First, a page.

Side-effect Observation Problem

The above constraints will get you most of the way there, but there is one more concept that the framework needs to handle. All frameworks have some form of "observer" => "side-effect" API. (Examples are $watch() or useEffect() to name a few.) This API is used to run code when the inputs to the code change. Most frameworks solve this problem by constantly checking the "inputs" to see if they have changed. 

If you want to have a progressive hydration framework, then the framework needs to be able to answer the question of:

  1. What inputs should I check
  2. What code should run if the inputs change.

The important part is that for the hydration to remain progressive, the framework must be able to do the above on an as-needed basis. In other words, it needs to notice that inputs have not changed and not download any code until the inputs do change. The implication is that metadata about what to watch and what are the current values must be DOM serializable. Otherwise, the framework is forced to eagerly download the checking code, just in case.

Non-serializable Data Problem

Progressive hydration frameworks need to deal with the fact that not all data is serializable. Examples of things that can't be serialized are promises, streams, handles, etc… The current generation of frameworks doesn't distinguish between serializable and non-serializable data. Data is data. But progressive frameworks must distinguish between the two kinds of data and have APIs and mental models for the developers to deal with this distinction.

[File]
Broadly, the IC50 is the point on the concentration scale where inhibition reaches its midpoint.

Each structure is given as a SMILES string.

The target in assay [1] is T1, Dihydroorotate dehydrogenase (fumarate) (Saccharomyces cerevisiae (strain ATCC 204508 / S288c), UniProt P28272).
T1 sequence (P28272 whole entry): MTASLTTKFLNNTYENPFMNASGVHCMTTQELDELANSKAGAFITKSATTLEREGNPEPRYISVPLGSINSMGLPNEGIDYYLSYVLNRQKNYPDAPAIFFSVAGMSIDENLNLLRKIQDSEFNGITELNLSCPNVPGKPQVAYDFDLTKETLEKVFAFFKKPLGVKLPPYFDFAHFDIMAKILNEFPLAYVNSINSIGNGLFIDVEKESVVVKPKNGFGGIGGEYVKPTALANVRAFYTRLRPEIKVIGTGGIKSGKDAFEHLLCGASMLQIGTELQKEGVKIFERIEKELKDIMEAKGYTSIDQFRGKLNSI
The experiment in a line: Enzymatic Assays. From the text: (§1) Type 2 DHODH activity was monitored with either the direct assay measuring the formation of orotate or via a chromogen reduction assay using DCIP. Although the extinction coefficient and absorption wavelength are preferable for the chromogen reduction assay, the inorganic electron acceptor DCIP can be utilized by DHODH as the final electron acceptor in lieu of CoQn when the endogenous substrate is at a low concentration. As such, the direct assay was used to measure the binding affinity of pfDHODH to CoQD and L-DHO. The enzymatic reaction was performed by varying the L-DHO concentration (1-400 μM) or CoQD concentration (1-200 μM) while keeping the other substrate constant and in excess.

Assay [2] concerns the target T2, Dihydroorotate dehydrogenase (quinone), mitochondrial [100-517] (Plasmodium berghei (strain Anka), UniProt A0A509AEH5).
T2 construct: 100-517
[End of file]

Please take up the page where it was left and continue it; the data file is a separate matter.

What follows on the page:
When a clock application is SSRed and then resumed on the client, it must re-register an interval timer so that the UI can periodically update. A stock ticker application must recreate streams to receive updates and so on.

Developer Experience Problem

The above constraints and their solutions put a large pressure on what kinds of APIs can exist which don't violate any of the above constraints. Having a good DX, while satisfying the above requirements is hard!

Today's frameworks are designed with DX first, and lazy loading and hydration are an afterthought. You can see this because there are no framework level primitives, which talk about: lazy-loading, serialization, hydration, etc... The result is that there is no way to shoe-horn progressive hydration into the existing frameworks' mental models. Doing so would create breaking changes which would render all existing framework ecosystems obsolete. 

Qwik is currently in its Alpha release so there is not as much tooling as the other big players like Angular, React, and Vue. As Qwik matures we will add more CLI support, VSCode extensions and packages. Like those other frameworks, it takes a long time for adoption. The reason we are creating Qwik, is that we believe that focusing on the performance of the web will always take priority. The DX will continue to grow as the framework becomes more popular. We can already see this with Builder.io’s Qwik API, allowing for an easy drag and drop visual editor that provides Qwik code without thinking about the implementation.

My prediction is that we need a new set of frameworks that are specifically designed with progressive hydration in mind. These frameworks will come with new mental models for the developers to make building progressively hydrated applications easy.

Conclusion

Above is a list of reasons why we don't have a truly progressive hydration framework yet. Achieving this is the explicit goal of Qwik. Most of the above problems have already been solved in Qwik, and for a few remaining, we have design docs and are working on their implementations. Qwik will be a fully progressive hydration framework that will have all of the above primitives built-in and have a corresponding mental model and DX to go with it.

Qwik is a first of a new breed of frameworks that will take progressive hydration to heart and allow even the largest applications to load instantly on even the slowest clients.